The EGC (Electronic Gearbox Control) tries to offer the best of both an auto and manual transmission but most people who choose it will want to use it like an automatic for general use.
It’s here that it fails as each gear shift is accompanied by an automatic backing off of the throttle that pushes passengers forward and back as the vehicle slows and picks up the next ratioThere is a happy throttle medium where the changes are almost right but it is rarely found. The shift is never precise whether you are light on the throttle or under hard acceleration.
The gear shifts are a bit better when selected manually using the steering column-mounted paddles or the gear shifter, and you learn to back off lightly as you change just as you would when driving a conventional manual gearbox, but it’s never quite right.
Unfortunately the EGC transmission is the only one offered with the 1.6HDi engine now, but a six-speed manual gearbox is expected to be available from October.
The 1.6 turbo-petrol and 2.0HDi engines come with a better conventional six-speed automatic transmission.
Although we were only able to drive the 1.6HDi and ECG combination 3008 on this drive, the more powerful 2.0HDi (120kW/340Nm) with the auto would be a better option for buyers wanting diesel efficiency.
Not only is the EGC frustrating in its operation but also the 1.6 engine is left lacking in highway performance.
The engine’s modest 80kW at 4000rom and 240Nm at 1750rpm are fine around town where the torque gets you up to speed adequately, but it quickly runs out of power.
Out on the open road, this means picking opportunities to overtake carefully and holding your foot flat on the floor to screw the most out of the little Pug.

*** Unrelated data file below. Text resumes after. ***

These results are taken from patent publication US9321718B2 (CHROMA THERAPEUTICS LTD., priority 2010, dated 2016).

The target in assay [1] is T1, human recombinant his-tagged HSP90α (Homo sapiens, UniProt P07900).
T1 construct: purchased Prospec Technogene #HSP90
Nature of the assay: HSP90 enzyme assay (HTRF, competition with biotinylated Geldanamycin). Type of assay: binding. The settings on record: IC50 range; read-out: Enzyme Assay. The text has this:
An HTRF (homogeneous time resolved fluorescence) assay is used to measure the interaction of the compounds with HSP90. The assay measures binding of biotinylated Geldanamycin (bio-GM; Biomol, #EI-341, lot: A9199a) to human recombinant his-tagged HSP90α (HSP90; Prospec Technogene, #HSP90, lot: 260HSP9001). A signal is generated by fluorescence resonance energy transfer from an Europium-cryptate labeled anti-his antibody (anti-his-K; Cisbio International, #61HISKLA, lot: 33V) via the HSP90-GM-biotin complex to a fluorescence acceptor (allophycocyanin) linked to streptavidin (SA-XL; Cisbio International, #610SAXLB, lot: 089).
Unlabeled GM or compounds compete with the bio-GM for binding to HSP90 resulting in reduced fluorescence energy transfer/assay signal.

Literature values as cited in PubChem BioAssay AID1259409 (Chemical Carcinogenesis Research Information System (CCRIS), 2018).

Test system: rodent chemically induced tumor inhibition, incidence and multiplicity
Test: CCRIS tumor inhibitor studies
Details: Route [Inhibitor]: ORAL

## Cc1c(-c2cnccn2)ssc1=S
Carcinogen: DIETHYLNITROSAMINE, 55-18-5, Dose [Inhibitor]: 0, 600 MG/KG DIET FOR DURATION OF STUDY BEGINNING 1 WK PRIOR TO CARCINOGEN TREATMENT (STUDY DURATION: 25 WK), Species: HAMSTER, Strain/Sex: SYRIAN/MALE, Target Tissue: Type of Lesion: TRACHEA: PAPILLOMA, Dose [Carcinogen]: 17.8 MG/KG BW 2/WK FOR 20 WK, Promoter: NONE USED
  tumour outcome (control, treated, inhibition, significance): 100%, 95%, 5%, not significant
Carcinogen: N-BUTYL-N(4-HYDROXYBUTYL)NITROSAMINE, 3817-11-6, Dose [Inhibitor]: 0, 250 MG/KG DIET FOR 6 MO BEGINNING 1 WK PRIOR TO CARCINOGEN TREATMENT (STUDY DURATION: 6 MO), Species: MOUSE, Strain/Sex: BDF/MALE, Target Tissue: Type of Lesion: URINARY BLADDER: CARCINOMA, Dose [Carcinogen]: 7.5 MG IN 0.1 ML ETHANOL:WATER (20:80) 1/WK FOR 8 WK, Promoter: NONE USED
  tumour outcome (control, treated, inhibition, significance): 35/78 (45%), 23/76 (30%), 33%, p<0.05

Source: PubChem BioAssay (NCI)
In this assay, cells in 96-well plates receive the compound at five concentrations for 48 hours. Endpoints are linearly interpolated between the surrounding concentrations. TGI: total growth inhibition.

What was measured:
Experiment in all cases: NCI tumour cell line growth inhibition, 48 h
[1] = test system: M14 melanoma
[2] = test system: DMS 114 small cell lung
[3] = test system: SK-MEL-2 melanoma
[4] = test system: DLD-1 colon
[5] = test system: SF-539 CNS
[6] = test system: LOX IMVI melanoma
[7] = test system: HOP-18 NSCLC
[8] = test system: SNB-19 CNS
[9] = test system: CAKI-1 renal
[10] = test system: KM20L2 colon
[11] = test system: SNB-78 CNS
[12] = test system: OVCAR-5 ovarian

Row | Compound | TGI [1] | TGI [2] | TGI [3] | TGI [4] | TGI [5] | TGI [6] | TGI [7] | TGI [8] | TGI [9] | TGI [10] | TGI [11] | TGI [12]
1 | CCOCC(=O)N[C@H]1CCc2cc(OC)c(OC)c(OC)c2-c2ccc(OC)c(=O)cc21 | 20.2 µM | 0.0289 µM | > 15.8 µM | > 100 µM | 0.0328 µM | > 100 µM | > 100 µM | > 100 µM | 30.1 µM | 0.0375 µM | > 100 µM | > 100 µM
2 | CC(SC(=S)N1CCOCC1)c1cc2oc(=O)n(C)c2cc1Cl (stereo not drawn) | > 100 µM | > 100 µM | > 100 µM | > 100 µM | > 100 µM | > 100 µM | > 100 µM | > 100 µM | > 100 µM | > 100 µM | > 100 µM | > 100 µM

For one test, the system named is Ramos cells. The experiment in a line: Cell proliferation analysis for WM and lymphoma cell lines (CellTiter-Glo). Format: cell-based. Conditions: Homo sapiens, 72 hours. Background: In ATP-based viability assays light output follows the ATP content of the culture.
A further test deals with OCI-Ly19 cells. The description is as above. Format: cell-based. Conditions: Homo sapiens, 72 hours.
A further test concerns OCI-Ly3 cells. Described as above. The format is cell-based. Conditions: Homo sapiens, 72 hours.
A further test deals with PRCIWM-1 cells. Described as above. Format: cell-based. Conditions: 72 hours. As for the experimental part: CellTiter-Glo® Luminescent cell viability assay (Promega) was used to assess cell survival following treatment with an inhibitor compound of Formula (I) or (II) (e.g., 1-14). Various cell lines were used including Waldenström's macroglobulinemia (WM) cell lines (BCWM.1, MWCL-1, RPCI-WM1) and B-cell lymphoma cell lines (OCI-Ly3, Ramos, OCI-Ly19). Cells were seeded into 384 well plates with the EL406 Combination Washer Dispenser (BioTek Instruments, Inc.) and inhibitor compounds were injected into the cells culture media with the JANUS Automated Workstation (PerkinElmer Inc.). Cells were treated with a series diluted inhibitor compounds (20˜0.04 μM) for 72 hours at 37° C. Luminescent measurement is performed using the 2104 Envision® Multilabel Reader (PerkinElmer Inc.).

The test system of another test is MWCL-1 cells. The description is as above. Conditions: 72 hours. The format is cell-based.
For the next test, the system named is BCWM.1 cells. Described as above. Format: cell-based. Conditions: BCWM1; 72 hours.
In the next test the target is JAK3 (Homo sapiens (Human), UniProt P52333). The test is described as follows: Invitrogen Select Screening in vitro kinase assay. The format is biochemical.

The 1.6 engine’s forte is its diesel sipping fuel consumption. The quoted highway consumption figures give 4.3L/100km when on 17-inch wheels and 4.5L/100km on 18s as the XTEs are.
Our drive had the vehicle averaging around 5.5L/100km while our light-footed associates got closer to 4.5L/100 in the other 3008.
Combined cycle figures are 5.1L/100km on 18-inch wheels or 4.9 on 17s.
The 3008’s ride quality gave nothing to complain about on some pretty average highway and a few back roads. The handling is a nice compromise that isn’t sporty but it doesn’t feel like a people-mover either.
The distance alert function uses radar at the front of the vehicle to monitor the distance to the vehicle in ahead.
The driver sets this as a measure of time and when you get so close as to be under this time, the system gives you a visual warning in the heads-up display. Distance control is not linked to the vehicle’s cruise control it is just a warning system.
Both distance control and heads-up display are standard on the XTE and can be switched off if desired.
The heads-up display projects on to a small pop up screen in between the steering wheel and the windscreen giving the driver readings of road speed, cruise control and distance control settings without having to look away from the road.
The 3008 makes for a nice touring vehicle. The cabin is just big enough for a small family and with the optional leather trim and entertainment unit, feels a lot more expensive than it is.
Buyers looking for a hatchback or small wagon would be drawn to the 3008 more so than SUV buyers.
The 1.6HDi engine and EGC transmission are less than ideal but that shouldn’t put you off as the 2.0HDi and petrol engines definitely warrant a test drive.
The 1.6HDi should be a better drive with the manual gearbox or you could wait until 2011 when the 3008 will debut Peugeot’s Hybrid4 hybrid diesel/electric, all-wheel-drive power train.
The 3008 tries to be many things, but does not really succeed at any of them.
With its front-wheel-drive only power train it isn’t a true SUV as it lacks the any offroad ability of all-wheel drive.
Its cabin has the forward driving position of an MPV but lacks the space and seven-seat functionality of dedicated people-movers.
If anything, the 3008 is a hatchback with a difference. In true French vehicle style it’s quirky and unique, and it will only appeal to a small segment that finds these traits attractive.